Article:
Before taking the leap of grocery faith — from ordering something shelf-stable to going all in and ordering perishables — people need to have a level of comfort with the buying process. Having the name, infrastructure and track record of Amazon helps. It helps a lot. Especially since most who try the new service will already have an experience buying something from Amazon.

Still, the consumer’s resistance to buying perishables online has to be addressed. Prices, logistics, delivery windows, and annual membership fees all play into the decision to do their weekly grocery shopping online. Finally, does Amazon even deliver to your neck of the woods? Enter Abhishek Jha, senior program manager for the Launch and Expansion Team for AmazonFresh and Prime Pantry.

“We look at a variety of factors when evaluating where to offer AmazonFresh including our network of fulfillment centers, which allows us to get closer to our customers and offer them new services,” Jha said.

The AmazonFresh site delivery drop down menu, for now, couples New York and New England and includes Southern California, Northern California, Pacific Northwest and Mid-Atlantic as other choices. Whether these are areas where people were more likely to be early adopters or not, the effort of expansion proves Amazon’s intentions. From its launch in Seattle in 2007, LA and San Francisco in 2013, and San Diego, New York City and Philadelphia in 2014, the company is full steam ahead with online groceries.

Details of roll out and expansion are confidential, according to Jha. What’s not is the open season on convincing the consumer mindset that buying groceries online will make life better. Jha and Mohr agree that it’s Amazon’s philosophy. Andthis philosophy, despite reports to the contrary, extends to its employees as well.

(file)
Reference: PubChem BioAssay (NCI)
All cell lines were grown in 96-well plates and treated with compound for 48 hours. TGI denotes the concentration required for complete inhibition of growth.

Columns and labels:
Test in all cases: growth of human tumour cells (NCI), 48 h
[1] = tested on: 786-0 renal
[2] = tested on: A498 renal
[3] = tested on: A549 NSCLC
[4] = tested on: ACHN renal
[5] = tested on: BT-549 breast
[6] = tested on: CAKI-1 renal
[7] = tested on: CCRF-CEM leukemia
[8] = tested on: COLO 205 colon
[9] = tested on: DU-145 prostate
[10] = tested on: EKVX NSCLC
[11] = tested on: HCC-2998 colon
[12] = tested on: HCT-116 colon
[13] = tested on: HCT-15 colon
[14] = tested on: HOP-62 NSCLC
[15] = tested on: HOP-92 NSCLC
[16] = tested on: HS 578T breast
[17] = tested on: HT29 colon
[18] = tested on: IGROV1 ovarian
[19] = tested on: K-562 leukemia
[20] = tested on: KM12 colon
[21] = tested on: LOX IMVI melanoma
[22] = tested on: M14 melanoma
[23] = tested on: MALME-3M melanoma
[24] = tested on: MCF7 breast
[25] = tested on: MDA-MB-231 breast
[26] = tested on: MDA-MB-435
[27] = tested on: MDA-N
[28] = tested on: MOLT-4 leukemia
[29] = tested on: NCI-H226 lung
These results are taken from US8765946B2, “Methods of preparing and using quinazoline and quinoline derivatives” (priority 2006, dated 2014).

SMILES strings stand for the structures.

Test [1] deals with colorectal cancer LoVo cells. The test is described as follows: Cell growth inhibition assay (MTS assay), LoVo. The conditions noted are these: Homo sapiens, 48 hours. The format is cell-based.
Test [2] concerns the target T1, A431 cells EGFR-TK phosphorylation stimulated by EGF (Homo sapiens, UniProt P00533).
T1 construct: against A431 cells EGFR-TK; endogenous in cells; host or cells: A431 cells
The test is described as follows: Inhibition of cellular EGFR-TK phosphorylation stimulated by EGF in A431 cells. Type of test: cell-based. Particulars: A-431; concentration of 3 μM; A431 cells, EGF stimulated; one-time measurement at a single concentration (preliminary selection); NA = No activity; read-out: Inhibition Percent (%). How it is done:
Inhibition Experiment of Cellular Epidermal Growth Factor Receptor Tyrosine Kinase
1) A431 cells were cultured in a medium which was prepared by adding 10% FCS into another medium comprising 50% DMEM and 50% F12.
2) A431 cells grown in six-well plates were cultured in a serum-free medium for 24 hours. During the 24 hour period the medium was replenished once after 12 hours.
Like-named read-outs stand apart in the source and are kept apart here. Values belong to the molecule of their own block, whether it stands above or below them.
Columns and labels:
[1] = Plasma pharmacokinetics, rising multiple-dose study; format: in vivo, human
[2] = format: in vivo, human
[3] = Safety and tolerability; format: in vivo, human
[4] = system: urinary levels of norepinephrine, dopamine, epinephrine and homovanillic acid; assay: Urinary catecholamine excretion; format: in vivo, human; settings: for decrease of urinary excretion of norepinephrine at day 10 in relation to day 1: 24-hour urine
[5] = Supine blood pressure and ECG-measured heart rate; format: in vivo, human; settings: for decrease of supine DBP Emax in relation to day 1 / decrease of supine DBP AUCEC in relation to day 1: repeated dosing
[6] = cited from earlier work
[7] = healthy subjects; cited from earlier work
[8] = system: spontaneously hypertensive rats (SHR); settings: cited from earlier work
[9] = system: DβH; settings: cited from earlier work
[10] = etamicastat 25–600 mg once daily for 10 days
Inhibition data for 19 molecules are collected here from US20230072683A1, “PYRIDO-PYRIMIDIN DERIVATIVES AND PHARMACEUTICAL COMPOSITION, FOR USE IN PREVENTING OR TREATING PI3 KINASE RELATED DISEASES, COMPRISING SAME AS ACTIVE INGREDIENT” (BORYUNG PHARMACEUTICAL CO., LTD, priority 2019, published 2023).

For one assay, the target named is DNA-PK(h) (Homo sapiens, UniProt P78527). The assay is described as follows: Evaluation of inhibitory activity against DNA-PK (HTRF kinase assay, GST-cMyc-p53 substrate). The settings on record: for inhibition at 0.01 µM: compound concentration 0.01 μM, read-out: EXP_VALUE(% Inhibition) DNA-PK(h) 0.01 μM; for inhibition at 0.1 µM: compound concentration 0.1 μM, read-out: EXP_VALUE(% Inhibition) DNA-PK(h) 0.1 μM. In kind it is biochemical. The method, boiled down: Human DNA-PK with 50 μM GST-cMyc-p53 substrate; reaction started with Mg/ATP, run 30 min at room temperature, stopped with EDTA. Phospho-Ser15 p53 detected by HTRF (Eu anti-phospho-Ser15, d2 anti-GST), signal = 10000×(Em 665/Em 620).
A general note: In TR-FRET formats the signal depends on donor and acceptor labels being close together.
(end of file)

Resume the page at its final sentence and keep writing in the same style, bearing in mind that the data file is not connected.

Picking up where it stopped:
Working it

“Literally everyone at Amazon owns his career,” Jha said. “The company offers a gamut of roles especially to MBAs who can excel and chart out a career in any business team, role or function. This is one of the main reasons I joined Amazon after graduation.”

Mohr was recruited by Amazon from Dr Pepper, where she was a brand manager. “When I got the offer I knew that it was a great opportunity for me to expand my experience, and I wanted to learn ecommerce. Also in my interview, I found out that you can bring your dog to work. This is a pretty awesome benefit, and my border collie Bode thinks Amazon is the greatest place ever.”

Her first role at Amazon was as the senior vendor manager for toys on “When I started we actually didn’t have a toy business so I was able to launch it for Amazon Canada. It was fun and challenging to launch a new business, engage with manufacturers to launch with Amazon and think about the selection and site experience for our customers. I loved that I was able to utilize my marketing background to help companies launch their toy brands, but I also got the experience of driving an ecommerce business.”

Jha began at the company as a senior financial analyst, benchmarking and analyzing Amazon Fashion, such as shoes, watches, apparel, luggage and jewelry. “I was also involved in other Fashion business initiatives which involved operational costs impact. Besides delivering financial analysis on these projects, I also networked internally with other operation and business teams.”

It’s the networking that Jha calls crucial. “Fit is very important with a specific team since Amazon essentially is a global firm housing several startups and teams with their own cultures. I finally decided to join Amazon-Fresh, which presents strong growth opportunities. With this role change, I am still part of North America supply chain and operations and am also responsible for leading launches for the AmazonFresh business.”

Though Jha and Mohr make up only two of the 230,000 employees worldwide that Amazon claimed in its most recent earnings report, their roles in the grocery divisions may play a major part in the disruption of an industry.

Weezie Mackey is the Associate Director of Marketing and Communications at the Jones Graduate School of Business at Rice University.